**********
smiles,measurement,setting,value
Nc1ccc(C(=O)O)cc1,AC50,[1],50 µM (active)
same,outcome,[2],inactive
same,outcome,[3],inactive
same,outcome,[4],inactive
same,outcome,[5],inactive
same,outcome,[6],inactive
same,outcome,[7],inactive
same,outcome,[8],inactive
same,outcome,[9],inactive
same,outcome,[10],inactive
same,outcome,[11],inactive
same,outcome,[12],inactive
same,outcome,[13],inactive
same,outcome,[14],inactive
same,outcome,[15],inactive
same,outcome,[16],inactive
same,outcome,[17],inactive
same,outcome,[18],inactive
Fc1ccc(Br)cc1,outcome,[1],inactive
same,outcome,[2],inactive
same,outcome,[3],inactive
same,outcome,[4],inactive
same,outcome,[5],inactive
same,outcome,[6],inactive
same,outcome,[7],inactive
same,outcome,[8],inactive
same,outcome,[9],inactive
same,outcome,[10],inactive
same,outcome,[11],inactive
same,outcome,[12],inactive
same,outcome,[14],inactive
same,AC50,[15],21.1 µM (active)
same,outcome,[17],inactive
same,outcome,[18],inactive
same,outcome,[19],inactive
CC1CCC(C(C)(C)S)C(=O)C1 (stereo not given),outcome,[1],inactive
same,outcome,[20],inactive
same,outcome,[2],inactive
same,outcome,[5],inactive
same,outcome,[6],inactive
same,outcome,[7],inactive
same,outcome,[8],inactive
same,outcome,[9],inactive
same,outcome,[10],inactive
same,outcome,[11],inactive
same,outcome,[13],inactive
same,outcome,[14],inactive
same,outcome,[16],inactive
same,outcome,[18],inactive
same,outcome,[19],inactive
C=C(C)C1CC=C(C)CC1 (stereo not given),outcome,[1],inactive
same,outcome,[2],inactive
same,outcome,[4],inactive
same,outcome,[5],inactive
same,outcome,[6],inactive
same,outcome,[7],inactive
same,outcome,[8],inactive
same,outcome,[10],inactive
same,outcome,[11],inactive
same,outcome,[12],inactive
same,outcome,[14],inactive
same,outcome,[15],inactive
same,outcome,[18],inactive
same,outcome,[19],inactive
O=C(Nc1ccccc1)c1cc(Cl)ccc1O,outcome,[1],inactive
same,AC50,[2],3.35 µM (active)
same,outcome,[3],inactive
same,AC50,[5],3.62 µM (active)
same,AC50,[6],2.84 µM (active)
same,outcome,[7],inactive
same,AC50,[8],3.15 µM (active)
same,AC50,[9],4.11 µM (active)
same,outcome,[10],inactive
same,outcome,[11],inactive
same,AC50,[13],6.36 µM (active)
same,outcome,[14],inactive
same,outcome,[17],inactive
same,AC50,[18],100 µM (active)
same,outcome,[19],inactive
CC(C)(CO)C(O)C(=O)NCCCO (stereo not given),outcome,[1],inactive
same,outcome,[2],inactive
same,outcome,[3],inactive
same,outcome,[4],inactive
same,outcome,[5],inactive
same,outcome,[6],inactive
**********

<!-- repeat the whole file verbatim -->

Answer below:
smiles,measurement,setting,value
Nc1ccc(C(=O)O)cc1,AC50,[1],50 µM (active)
same,outcome,[2],inactive
same,outcome,[3],inactive
same,outcome,[4],inactive
same,outcome,[5],inactive
same,outcome,[6],inactive
same,outcome,[7],inactive
same,outcome,[8],inactive
same,outcome,[9],inactive
same,outcome,[10],inactive
same,outcome,[11],inactive
same,outcome,[12],inactive
same,outcome,[13],inactive
same,outcome,[14],inactive
same,outcome,[15],inactive
same,outcome,[16],inactive
same,outcome,[17],inactive
same,outcome,[18],inactive
Fc1ccc(Br)cc1,outcome,[1],inactive
same,outcome,[2],inactive
same,outcome,[3],inactive
same,outcome,[4],inactive
same,outcome,[5],inactive
same,outcome,[6],inactive
same,outcome,[7],inactive
same,outcome,[8],inactive
same,outcome,[9],inactive
same,outcome,[10],inactive
same,outcome,[11],inactive
same,outcome,[12],inactive
same,outcome,[14],inactive
same,AC50,[15],21.1 µM (active)
same,outcome,[17],inactive
same,outcome,[18],inactive
same,outcome,[19],inactive
CC1CCC(C(C)(C)S)C(=O)C1 (stereo not given),outcome,[1],inactive
same,outcome,[20],inactive
same,outcome,[2],inactive
same,outcome,[5],inactive
same,outcome,[6],inactive
same,outcome,[7],inactive
same,outcome,[8],inactive
same,outcome,[9],inactive
same,outcome,[10],inactive
same,outcome,[11],inactive
same,outcome,[13],inactive
same,outcome,[14],inactive
same,outcome,[16],inactive
same,outcome,[18],inactive
same,outcome,[19],inactive
C=C(C)C1CC=C(C)CC1 (stereo not given),outcome,[1],inactive
same,outcome,[2],inactive
same,outcome,[4],inactive
same,outcome,[5],inactive
same,outcome,[6],inactive
same,outcome,[7],inactive
same,outcome,[8],inactive
same,outcome,[10],inactive
same,outcome,[11],inactive
same,outcome,[12],inactive
same,outcome,[14],inactive
same,outcome,[15],inactive
same,outcome,[18],inactive
same,outcome,[19],inactive
O=C(Nc1ccccc1)c1cc(Cl)ccc1O,outcome,[1],inactive
same,AC50,[2],3.35 µM (active)
same,outcome,[3],inactive
same,AC50,[5],3.62 µM (active)
same,AC50,[6],2.84 µM (active)
same,outcome,[7],inactive
same,AC50,[8],3.15 µM (active)
same,AC50,[9],4.11 µM (active)
same,outcome,[10],inactive
same,outcome,[11],inactive
same,AC50,[13],6.36 µM (active)
same,outcome,[14],inactive
same,outcome,[17],inactive
same,AC50,[18],100 µM (active)
same,outcome,[19],inactive
CC(C)(CO)C(O)C(=O)NCCCO (stereo not given),outcome,[1],inactive
same,outcome,[2],inactive
same,outcome,[3],inactive
same,outcome,[4],inactive
same,outcome,[5],inactive
same,outcome,[6],inactive